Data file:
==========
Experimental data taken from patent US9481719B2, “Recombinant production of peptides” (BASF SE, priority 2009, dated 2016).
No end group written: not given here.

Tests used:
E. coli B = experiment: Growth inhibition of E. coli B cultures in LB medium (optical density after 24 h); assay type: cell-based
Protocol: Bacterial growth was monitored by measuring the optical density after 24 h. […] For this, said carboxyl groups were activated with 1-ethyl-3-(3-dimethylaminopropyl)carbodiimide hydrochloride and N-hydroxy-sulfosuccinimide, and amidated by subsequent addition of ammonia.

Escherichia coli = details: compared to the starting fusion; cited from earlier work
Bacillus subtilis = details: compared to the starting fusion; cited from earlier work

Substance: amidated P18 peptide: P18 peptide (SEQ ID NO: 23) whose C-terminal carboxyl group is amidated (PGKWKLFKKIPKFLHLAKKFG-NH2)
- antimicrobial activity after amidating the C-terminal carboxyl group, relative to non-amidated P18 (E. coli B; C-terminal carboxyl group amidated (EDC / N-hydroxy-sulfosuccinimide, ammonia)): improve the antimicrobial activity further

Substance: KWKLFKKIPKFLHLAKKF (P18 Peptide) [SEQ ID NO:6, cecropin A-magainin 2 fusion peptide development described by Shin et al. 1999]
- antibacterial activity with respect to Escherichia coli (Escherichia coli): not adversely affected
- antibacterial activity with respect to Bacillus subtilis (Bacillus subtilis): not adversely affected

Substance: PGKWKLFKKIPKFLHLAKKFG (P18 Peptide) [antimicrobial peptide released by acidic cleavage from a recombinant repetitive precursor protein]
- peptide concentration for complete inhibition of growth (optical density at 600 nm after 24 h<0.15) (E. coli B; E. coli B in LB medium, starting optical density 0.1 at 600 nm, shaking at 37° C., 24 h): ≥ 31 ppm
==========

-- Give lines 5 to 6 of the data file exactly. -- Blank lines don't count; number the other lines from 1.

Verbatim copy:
Protocol: Bacterial growth was monitored by measuring the optical density after 24 h. […] For this, said carboxyl groups were activated with 1-ethyl-3-(3-dimethylaminopropyl)carbodiimide hydrochloride and N-hydroxy-sulfosuccinimide, and amidated by subsequent addition of ammonia.

Escherichia coli = details: compared to the starting fusion; cited from earlier work